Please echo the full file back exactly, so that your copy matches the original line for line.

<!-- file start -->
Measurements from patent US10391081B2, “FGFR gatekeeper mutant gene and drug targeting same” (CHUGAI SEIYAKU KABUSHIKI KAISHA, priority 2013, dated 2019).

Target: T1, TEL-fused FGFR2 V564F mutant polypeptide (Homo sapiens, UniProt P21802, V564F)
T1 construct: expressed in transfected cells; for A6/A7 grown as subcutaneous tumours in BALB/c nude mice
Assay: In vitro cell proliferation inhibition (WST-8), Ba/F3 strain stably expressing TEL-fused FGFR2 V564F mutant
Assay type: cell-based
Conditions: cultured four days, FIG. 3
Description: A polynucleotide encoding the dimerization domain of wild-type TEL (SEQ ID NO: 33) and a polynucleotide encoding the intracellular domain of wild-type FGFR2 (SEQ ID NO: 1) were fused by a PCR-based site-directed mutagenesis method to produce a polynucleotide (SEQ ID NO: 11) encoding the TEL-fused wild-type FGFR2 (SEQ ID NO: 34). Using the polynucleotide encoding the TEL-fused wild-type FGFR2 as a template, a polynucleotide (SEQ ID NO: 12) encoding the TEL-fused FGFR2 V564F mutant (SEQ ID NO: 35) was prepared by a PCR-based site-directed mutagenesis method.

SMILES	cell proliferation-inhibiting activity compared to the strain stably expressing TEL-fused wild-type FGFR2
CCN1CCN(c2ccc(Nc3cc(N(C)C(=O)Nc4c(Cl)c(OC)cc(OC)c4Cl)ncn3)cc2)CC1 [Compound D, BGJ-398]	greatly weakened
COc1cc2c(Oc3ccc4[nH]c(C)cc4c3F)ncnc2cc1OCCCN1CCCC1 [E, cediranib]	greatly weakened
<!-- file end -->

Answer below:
Measurements from patent US10391081B2, “FGFR gatekeeper mutant gene and drug targeting same” (CHUGAI SEIYAKU KABUSHIKI KAISHA, priority 2013, dated 2019).

Target: T1, TEL-fused FGFR2 V564F mutant polypeptide (Homo sapiens, UniProt P21802, V564F)
T1 construct: expressed in transfected cells; for A6/A7 grown as subcutaneous tumours in BALB/c nude mice
Assay: In vitro cell proliferation inhibition (WST-8), Ba/F3 strain stably expressing TEL-fused FGFR2 V564F mutant
Assay type: cell-based
Conditions: cultured four days, FIG. 3
Description: A polynucleotide encoding the dimerization domain of wild-type TEL (SEQ ID NO: 33) and a polynucleotide encoding the intracellular domain of wild-type FGFR2 (SEQ ID NO: 1) were fused by a PCR-based site-directed mutagenesis method to produce a polynucleotide (SEQ ID NO: 11) encoding the TEL-fused wild-type FGFR2 (SEQ ID NO: 34). Using the polynucleotide encoding the TEL-fused wild-type FGFR2 as a template, a polynucleotide (SEQ ID NO: 12) encoding the TEL-fused FGFR2 V564F mutant (SEQ ID NO: 35) was prepared by a PCR-based site-directed mutagenesis method.

SMILES	cell proliferation-inhibiting activity compared to the strain stably expressing TEL-fused wild-type FGFR2
CCN1CCN(c2ccc(Nc3cc(N(C)C(=O)Nc4c(Cl)c(OC)cc(OC)c4Cl)ncn3)cc2)CC1 [Compound D, BGJ-398]	greatly weakened
COc1cc2c(Oc3ccc4[nH]c(C)cc4c3F)ncnc2cc1OCCCN1CCCC1 [E, cediranib]	greatly weakened